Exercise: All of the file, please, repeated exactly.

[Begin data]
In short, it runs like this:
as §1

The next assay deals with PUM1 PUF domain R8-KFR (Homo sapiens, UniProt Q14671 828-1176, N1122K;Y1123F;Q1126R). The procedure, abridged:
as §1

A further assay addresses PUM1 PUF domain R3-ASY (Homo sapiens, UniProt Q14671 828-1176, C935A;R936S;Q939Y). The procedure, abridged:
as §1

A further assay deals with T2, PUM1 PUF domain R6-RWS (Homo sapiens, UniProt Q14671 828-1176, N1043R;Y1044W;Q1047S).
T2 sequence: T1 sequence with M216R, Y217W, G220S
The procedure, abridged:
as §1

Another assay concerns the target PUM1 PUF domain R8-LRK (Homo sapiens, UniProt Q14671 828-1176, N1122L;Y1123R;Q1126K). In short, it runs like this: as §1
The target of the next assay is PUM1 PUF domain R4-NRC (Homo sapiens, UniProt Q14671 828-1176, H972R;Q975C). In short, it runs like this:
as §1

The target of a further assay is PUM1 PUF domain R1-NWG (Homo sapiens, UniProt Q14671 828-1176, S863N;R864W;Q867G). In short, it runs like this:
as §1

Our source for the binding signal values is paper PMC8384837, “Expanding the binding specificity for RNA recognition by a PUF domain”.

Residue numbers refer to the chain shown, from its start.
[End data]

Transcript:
In short, it runs like this:
as §1

The next assay deals with PUM1 PUF domain R8-KFR (Homo sapiens, UniProt Q14671 828-1176, N1122K;Y1123F;Q1126R). The procedure, abridged:
as §1

A further assay addresses PUM1 PUF domain R3-ASY (Homo sapiens, UniProt Q14671 828-1176, C935A;R936S;Q939Y). The procedure, abridged:
as §1

A further assay deals with T2, PUM1 PUF domain R6-RWS (Homo sapiens, UniProt Q14671 828-1176, N1043R;Y1044W;Q1047S).
T2 sequence: T1 sequence with M216R, Y217W, G220S
The procedure, abridged:
as §1

Another assay concerns the target PUM1 PUF domain R8-LRK (Homo sapiens, UniProt Q14671 828-1176, N1122L;Y1123R;Q1126K). In short, it runs like this: as §1
The target of the next assay is PUM1 PUF domain R4-NRC (Homo sapiens, UniProt Q14671 828-1176, H972R;Q975C). In short, it runs like this:
as §1

The target of a further assay is PUM1 PUF domain R1-NWG (Homo sapiens, UniProt Q14671 828-1176, S863N;R864W;Q867G). In short, it runs like this:
as §1

Our source for the binding signal values is paper PMC8384837, “Expanding the binding specificity for RNA recognition by a PUF domain”.

Residue numbers refer to the chain shown, from its start.